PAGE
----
Low Maintenance Garden Design for Backyard in Woodstock Neighborhood
Client Wish List:
New Dining Area! Just waiting on the rest of the plants to make this corner complete.
Jill recently moved to Portland from an entirely different climate. She is a gardener and knows that a different climate means an entirely different set of plants, watering strategies, and soils. So she wanted Portland native plants to celebrate her new home in the Pacific Northwest. Getting expert advice about plants that would thrive here was her number 1 concern. She wanted a vibrant garden with some traditional and colorful plants. She also wanted her grandchildren, who live nearby, to enjoy playing in the backyard.
She already had a covered area for lounging adjacent to the house. She wanted to add an area for family dining, some edibles, and a play structure.
Before – Doug Fir Trunk is 6′ wide at the base.
Designing around a large tree
The elephant in this room is that beautiful huge Douglas-fir. It took up a lot of space situated in the center of the backyard but to Jill it was a part of nature and she was happy to accommodate the tree. Lawn is a poor choice near a Doug-fir and Jill did not want any lawn so we already had a good fit there.
The 6 foot diameter trunk will continue to grow so we needed to remember that as we worked toward the right design. Many sources maintain that fir tree roots would prefer as little disturbance as possible. And we must be careful with how we water the plants around it so selecting drought tolerant planting companions was a strong consideration. See Kym Pokorny article on stressed trees and how to care for them.
We had to address the elephant in the room first. In it’s natural habitat, the Doug-fir is surrounded by natural forest mulch and select native plants. More on the plants later. With the smaller size of the lot, the mulch around the trunk does double duty as a pathway. The color of the mulch will fade over time to blend in nicely with needles cast from the tree. It is important to only lay mulch around the tree and not up onto the tree’s trunk like a volcano.
During – Wide path designed around Doug-fir
Designing the Dining Area near large tree roots
One way to create dining space near a large tree is to install a deck – it will have relatively low impact on the root system and allows rainwater through. A deck versus a patio is a better choice for our tree. However, Jill was not too fond of the upkeep or cost of a deck. So we moved on to another good option – cedar chips and crushed rock. These materials also allow rainwater to soak into the ground and do not require too much excavation to be installed. And it’s easy on the budget.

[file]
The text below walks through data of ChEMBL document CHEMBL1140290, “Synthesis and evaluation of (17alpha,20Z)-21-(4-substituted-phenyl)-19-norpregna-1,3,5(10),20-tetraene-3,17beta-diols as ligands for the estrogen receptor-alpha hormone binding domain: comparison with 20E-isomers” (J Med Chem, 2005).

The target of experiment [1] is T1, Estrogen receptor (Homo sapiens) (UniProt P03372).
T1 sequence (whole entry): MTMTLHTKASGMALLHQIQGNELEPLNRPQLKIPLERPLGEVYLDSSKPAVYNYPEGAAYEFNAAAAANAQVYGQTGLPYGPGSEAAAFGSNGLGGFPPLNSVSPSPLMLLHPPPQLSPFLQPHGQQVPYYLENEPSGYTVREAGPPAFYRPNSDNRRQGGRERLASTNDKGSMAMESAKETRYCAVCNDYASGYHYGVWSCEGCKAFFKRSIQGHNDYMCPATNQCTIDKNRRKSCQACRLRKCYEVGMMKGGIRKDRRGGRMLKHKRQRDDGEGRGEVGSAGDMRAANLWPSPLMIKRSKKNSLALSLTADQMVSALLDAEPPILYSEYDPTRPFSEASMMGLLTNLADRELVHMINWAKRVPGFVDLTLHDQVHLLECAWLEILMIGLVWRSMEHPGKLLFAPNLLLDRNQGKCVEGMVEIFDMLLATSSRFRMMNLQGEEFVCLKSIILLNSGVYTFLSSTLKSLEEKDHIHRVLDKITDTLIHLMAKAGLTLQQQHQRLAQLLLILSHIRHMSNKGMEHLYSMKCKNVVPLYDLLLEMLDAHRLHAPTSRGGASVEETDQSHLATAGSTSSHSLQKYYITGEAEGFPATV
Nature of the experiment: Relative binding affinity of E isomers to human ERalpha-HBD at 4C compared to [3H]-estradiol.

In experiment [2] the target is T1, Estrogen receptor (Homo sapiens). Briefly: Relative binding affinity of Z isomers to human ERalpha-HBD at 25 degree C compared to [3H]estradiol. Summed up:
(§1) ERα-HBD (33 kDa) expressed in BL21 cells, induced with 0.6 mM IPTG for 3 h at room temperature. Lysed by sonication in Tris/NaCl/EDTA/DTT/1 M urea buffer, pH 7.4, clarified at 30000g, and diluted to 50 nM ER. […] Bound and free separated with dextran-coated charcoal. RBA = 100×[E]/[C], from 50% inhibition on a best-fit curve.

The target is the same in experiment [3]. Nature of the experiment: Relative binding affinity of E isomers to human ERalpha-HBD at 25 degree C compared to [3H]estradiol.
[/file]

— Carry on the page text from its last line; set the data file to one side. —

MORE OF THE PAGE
Edibles in Containers
Jill initially wanted veggie beds in the soil, but due to greedy tree roots and the shade cast by the Doug-fir, we needed to employ some tricks to incorporate edibles into this yard. Three large pots or half wine barrels are designed in the sunniest part of the garden for annual veggies like tomatoes. A raised bed was designed next to the existing patio – and furthest from the Doug-fir – where part-sun veggies could thrive, such as greens and lettuces.
Structure of the Garden all ready to be filled in with Plantings
Playhouse for Grandkids
Turn Unused Side Yard into Play House Space
We turned a previously unused side yard into the perfect play area for grandchildren. Kid-approved plants like Fuzzy Lamb’s Ears lead us down the path to a play structure. As the plants grow up, this area will transform into a miniature secret garden. As a bonus, when the grandkids outgrow the space, the structure can be easily replaced with a bistro table for an afternoon tea.
Jill is a plant person and we especially had fun creating with a broad plant palette for this garden design.
Drought-tolerant plants that are native plants surround the Doug-fir such as Salal, Sword Fern and a vase shaped shrub called Oceanspray are all up to the task. 75% of the plants we selected are very low maintenance plantings.
For flower power we used well known color magnets like peony, cape fuchsia, hydrangea and more. Jill will add annuals to spice up the summer color.
Acer Circinatum “Pacific Fire” photo from Handy Nursery is the winter view from living room
For the view from the living room window we selected a native cultivar of Vine Maple (Acer circinatum ‘Pacific Fire’) which has red twigs in winter.
Cedar chips, crushed rock and also large flagstone for the path to the dining table.
We enjoyed this design process with Jill and helped her create functional hardscape landscaping with paths and a 2nd sitting area that works well. Now she has plantings that fit our region as well as the color she craves for summer. And the deck? If she decides to add the deck, she has the design for future consideration. With our laid back NW lifestyle and regular visits from grandkids, her simple table and benches sitting on cedar chips will suffice as her second dining area for many years.
Can we help you have the backyard that fits your ideals and lifestyle? Contact us and let’s create together.